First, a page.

Those things are all important. But they can all wait. We are dealing with bigger and harder things. Can Poppy be by himself or does my husband need to stay again – like he did last week? Can we keep him safe and comfortable if we are in the next state over? How long will we spend in this state of being? How long can we hold up?

{Note: I wrote this on Sunday, October 30th but didn’t get to finish it and was always too tired to revisit it until now. The kind of tired that sleep doesn’t seem to erase. Of course, much has happened since then. Two weeks is a long time in the situation we find ourselves. Some of the questions I posed at the end of this post have been answered. Some still hang in the air. Maybe I’ll write more soon. Or maybe I’ll keep floating in an exhausted, tense haze.}

 

Saturday Special

We were getting a little disconnected as a family. Maybe not just a little. Jane actually dissolved into tears of frustration recently when trying to explain why it bothered her so much that we hadn’t woken her up from the couch when we got home.

“Don’t we eat dinner together as a family anymore?”

We actually had done that just a couple of days earlier but without her. As a high-schooler with a boyfriend, she’s home less than she used to be. But in her defense, she was home that particular evening and I had fixed myself a salad without waking her or her sleeping brother. “Fend for yourself” was becoming the norm.

The next night, we played games late into the night with friends and didn’t arrive home until after midnight. Needless to say, our Saturday got a late start. I eventually marveled that even the dog hadn’t stirred by 10:30 and went to rouse my clan as my husband set out to prepare a brunch feast.

When I woke Daryl and said, “Come on, Daryl! It’s lunchtime!” he asked how it could possibly be lunchtime. “What about breakfast?”

“Dude,” I said, “it’s 10:40. We slept through breakfast!”

We had a bumpy start through meal prep and consumption. Jane wanted to spend time with Hal but Hal didn’t want to share his drawing pad or his colored pencils. Daryl had woken in a sour mood and didn’t like having to hand wash some dishes, although he chose that task over making waffles.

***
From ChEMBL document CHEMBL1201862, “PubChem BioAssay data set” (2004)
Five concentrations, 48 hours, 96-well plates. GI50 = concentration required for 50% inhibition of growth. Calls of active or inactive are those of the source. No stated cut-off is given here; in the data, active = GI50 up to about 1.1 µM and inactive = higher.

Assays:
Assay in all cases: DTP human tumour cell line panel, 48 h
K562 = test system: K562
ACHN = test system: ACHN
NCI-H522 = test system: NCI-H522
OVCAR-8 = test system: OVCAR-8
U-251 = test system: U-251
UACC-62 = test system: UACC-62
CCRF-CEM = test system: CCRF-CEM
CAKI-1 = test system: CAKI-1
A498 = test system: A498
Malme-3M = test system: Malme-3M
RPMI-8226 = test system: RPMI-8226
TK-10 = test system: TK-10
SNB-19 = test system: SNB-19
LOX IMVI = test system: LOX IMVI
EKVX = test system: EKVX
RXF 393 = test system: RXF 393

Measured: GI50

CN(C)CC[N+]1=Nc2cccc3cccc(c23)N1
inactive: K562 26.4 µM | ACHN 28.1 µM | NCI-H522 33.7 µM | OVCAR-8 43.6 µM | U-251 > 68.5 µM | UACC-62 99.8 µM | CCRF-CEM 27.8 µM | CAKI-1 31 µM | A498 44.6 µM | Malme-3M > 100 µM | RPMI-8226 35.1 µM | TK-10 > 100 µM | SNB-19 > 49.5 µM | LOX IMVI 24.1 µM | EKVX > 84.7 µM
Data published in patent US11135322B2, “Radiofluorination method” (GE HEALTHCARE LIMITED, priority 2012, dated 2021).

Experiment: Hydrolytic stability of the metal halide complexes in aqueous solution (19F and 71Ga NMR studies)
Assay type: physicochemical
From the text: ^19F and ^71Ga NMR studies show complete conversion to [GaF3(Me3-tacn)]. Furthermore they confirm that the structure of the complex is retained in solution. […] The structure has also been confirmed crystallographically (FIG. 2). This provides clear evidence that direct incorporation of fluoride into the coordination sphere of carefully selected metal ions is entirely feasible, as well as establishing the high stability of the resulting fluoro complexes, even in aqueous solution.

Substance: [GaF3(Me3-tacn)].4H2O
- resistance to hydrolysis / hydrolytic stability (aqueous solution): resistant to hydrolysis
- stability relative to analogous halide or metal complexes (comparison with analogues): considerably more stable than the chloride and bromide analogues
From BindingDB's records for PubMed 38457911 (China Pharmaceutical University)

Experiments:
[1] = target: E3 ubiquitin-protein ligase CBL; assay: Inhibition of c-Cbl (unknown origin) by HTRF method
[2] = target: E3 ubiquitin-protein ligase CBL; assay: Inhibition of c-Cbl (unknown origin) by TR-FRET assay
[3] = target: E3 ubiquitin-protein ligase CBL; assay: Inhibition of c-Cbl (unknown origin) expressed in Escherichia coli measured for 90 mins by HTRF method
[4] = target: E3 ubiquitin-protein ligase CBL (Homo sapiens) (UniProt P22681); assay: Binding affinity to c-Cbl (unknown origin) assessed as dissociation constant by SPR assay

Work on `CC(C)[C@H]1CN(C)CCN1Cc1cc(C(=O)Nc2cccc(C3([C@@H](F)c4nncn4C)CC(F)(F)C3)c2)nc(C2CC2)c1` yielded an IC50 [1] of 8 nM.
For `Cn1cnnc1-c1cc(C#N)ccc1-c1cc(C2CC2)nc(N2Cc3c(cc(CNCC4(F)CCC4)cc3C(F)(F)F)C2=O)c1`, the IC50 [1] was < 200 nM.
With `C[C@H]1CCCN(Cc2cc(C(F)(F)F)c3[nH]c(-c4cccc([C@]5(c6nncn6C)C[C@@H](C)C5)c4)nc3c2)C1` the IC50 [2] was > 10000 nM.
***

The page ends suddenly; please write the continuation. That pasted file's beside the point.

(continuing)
After lunch though, all three kids sat down with their respective pads of paper at the dining room table and used Jane’s gel pens to draw or color. Jane asked if I wanted to join them but I declined. “I have too much I need to do,” I said.

But when I reached my room with the laundry hamper, I spied my grown-up coloring book. Sensing something special was happening, I grabbed it and joined the kids. Jane was playing music on a bluetooth speaker and everyone colored quietly and talked and laughed and complimented each other’s art.

Eventually, Daddy joined us at the table as he sorted the mail. Knowing that I really did have work to do, I put my book aside and began sorting papers as well. When Daryl tired of coloring, he started going through books on his shelves that he didn’t want anymore. He’d bring them to the table and we’d all make decisions on them together.

“We aren’t getting rid of any books! Mrs. Smith says you can’t have too many books,” Hal stated confidently.

“Mrs. Smith has never been to our house.”

It was wonderful. “We should do this on Saturdays more often,” Jane said. I agreed.

Later in the afternoon, she and her Dad left to take care of some shopping. I asked Hal if he wanted to go for a walk. He was very behind on his miles for a Kids’ Marathon the boys are participating in and the treadmill gets boring.